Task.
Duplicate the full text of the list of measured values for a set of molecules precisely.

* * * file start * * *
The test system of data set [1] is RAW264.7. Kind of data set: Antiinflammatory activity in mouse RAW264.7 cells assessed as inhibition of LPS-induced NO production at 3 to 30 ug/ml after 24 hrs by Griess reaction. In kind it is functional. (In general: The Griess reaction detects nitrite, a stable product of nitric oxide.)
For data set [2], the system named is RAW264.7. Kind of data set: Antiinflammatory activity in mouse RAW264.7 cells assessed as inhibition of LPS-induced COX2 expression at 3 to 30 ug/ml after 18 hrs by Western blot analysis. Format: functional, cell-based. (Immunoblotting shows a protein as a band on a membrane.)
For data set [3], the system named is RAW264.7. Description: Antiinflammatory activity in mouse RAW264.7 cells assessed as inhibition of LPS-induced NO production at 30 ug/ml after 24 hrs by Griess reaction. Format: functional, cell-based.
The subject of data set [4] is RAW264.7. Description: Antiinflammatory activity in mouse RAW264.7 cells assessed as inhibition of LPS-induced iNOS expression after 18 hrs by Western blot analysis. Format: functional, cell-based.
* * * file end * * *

The test system of data set [1] is RAW264.7. Kind of data set: Antiinflammatory activity in mouse RAW264.7 cells assessed as inhibition of LPS-induced NO production at 3 to 30 ug/ml after 24 hrs by Griess reaction. In kind it is functional. (In general: The Griess reaction detects nitrite, a stable product of nitric oxide.)
For data set [2], the system named is RAW264.7. Kind of data set: Antiinflammatory activity in mouse RAW264.7 cells assessed as inhibition of LPS-induced COX2 expression at 3 to 30 ug/ml after 18 hrs by Western blot analysis. Format: functional, cell-based. (Immunoblotting shows a protein as a band on a membrane.)
For data set [3], the system named is RAW264.7. Description: Antiinflammatory activity in mouse RAW264.7 cells assessed as inhibition of LPS-induced NO production at 30 ug/ml after 24 hrs by Griess reaction. Format: functional, cell-based.
The subject of data set [4] is RAW264.7. Description: Antiinflammatory activity in mouse RAW264.7 cells assessed as inhibition of LPS-induced iNOS expression after 18 hrs by Western blot analysis. Format: functional, cell-based.